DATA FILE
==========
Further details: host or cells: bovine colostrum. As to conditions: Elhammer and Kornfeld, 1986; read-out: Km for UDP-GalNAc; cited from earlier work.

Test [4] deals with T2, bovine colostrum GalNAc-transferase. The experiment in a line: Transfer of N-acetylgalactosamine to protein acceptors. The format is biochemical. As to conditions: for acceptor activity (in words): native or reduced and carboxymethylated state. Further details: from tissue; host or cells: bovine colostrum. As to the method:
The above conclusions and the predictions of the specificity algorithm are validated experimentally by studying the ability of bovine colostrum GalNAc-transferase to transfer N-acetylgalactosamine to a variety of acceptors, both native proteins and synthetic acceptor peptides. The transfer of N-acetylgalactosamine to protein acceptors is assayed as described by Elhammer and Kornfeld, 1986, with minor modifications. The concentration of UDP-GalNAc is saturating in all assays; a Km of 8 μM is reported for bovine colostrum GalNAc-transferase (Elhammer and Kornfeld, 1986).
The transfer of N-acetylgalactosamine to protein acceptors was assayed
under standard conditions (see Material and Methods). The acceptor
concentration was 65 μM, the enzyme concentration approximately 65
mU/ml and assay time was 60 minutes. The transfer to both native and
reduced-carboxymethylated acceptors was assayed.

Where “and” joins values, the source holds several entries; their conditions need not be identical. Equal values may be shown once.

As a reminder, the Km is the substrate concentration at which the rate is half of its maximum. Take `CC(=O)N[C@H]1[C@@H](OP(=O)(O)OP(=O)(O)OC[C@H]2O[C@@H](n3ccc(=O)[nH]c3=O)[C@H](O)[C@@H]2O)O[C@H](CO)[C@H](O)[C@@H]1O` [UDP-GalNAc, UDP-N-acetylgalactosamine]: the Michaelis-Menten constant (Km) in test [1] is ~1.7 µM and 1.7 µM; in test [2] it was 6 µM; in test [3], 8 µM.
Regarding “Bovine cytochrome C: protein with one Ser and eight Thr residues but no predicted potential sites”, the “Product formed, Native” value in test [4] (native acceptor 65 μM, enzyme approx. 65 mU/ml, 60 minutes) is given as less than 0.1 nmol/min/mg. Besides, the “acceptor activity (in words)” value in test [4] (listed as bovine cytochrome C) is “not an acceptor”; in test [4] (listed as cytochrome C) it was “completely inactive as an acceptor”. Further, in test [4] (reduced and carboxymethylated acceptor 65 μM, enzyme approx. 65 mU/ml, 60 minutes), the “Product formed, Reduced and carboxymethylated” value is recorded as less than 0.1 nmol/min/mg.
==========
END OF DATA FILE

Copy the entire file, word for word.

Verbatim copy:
Further details: host or cells: bovine colostrum. As to conditions: Elhammer and Kornfeld, 1986; read-out: Km for UDP-GalNAc; cited from earlier work.

Test [4] deals with T2, bovine colostrum GalNAc-transferase. The experiment in a line: Transfer of N-acetylgalactosamine to protein acceptors. The format is biochemical. As to conditions: for acceptor activity (in words): native or reduced and carboxymethylated state. Further details: from tissue; host or cells: bovine colostrum. As to the method:
The above conclusions and the predictions of the specificity algorithm are validated experimentally by studying the ability of bovine colostrum GalNAc-transferase to transfer N-acetylgalactosamine to a variety of acceptors, both native proteins and synthetic acceptor peptides. The transfer of N-acetylgalactosamine to protein acceptors is assayed as described by Elhammer and Kornfeld, 1986, with minor modifications. The concentration of UDP-GalNAc is saturating in all assays; a Km of 8 μM is reported for bovine colostrum GalNAc-transferase (Elhammer and Kornfeld, 1986).
The transfer of N-acetylgalactosamine to protein acceptors was assayed
under standard conditions (see Material and Methods). The acceptor
concentration was 65 μM, the enzyme concentration approximately 65
mU/ml and assay time was 60 minutes. The transfer to both native and
reduced-carboxymethylated acceptors was assayed.

Where “and” joins values, the source holds several entries; their conditions need not be identical. Equal values may be shown once.

As a reminder, the Km is the substrate concentration at which the rate is half of its maximum. Take `CC(=O)N[C@H]1[C@@H](OP(=O)(O)OP(=O)(O)OC[C@H]2O[C@@H](n3ccc(=O)[nH]c3=O)[C@H](O)[C@@H]2O)O[C@H](CO)[C@H](O)[C@@H]1O` [UDP-GalNAc, UDP-N-acetylgalactosamine]: the Michaelis-Menten constant (Km) in test [1] is ~1.7 µM and 1.7 µM; in test [2] it was 6 µM; in test [3], 8 µM.
Regarding “Bovine cytochrome C: protein with one Ser and eight Thr residues but no predicted potential sites”, the “Product formed, Native” value in test [4] (native acceptor 65 μM, enzyme approx. 65 mU/ml, 60 minutes) is given as less than 0.1 nmol/min/mg. Besides, the “acceptor activity (in words)” value in test [4] (listed as bovine cytochrome C) is “not an acceptor”; in test [4] (listed as cytochrome C) it was “completely inactive as an acceptor”. Further, in test [4] (reduced and carboxymethylated acceptor 65 μM, enzyme approx. 65 mU/ml, 60 minutes), the “Product formed, Reduced and carboxymethylated” value is recorded as less than 0.1 nmol/min/mg.